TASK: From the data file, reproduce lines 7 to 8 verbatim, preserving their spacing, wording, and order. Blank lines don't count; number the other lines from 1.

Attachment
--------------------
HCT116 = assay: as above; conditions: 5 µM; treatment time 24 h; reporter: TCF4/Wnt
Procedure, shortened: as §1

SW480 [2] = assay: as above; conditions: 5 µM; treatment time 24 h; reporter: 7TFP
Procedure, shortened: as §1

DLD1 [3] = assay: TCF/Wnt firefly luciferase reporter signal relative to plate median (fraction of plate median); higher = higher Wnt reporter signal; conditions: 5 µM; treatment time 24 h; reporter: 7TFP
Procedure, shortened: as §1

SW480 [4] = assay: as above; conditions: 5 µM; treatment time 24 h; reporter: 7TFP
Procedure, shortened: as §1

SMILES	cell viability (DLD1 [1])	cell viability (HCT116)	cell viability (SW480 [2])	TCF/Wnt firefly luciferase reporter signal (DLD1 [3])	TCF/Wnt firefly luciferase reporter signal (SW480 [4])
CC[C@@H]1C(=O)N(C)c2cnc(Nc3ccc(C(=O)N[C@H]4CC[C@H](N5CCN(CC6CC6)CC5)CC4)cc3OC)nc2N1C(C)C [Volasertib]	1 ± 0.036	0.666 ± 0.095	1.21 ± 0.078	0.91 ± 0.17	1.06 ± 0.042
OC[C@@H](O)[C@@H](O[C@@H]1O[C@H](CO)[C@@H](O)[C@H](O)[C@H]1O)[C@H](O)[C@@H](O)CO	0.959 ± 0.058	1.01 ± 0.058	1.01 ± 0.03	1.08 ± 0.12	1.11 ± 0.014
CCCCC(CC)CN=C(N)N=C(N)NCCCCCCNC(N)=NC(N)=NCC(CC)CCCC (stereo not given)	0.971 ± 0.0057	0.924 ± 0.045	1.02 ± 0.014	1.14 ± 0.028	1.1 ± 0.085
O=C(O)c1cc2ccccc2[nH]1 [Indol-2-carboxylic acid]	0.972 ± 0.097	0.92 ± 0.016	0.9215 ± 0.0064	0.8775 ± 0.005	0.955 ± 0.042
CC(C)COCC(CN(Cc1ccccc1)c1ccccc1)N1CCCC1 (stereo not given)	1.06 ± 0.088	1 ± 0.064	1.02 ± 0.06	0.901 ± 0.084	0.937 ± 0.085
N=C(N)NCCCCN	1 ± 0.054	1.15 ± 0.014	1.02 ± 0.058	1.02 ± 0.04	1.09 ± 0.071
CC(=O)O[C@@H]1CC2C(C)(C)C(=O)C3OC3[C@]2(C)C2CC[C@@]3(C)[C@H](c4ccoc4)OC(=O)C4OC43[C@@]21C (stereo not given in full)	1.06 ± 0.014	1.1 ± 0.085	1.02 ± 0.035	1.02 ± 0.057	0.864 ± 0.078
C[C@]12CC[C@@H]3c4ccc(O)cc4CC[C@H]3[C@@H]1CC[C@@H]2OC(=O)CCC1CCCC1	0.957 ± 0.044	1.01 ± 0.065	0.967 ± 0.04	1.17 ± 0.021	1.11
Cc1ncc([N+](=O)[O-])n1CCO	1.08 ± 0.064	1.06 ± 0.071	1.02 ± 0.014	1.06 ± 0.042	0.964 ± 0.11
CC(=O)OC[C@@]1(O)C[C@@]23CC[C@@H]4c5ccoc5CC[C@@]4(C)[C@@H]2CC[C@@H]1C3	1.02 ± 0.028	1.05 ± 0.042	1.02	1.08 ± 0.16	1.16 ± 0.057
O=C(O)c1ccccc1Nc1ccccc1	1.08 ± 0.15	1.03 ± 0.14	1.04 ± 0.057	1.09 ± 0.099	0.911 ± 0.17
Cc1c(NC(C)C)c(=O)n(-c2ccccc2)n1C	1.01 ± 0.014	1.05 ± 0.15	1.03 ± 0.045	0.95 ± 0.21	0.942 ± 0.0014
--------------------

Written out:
SW480 [4] = assay: as above; conditions: 5 µM; treatment time 24 h; reporter: 7TFP
Procedure, shortened: as §1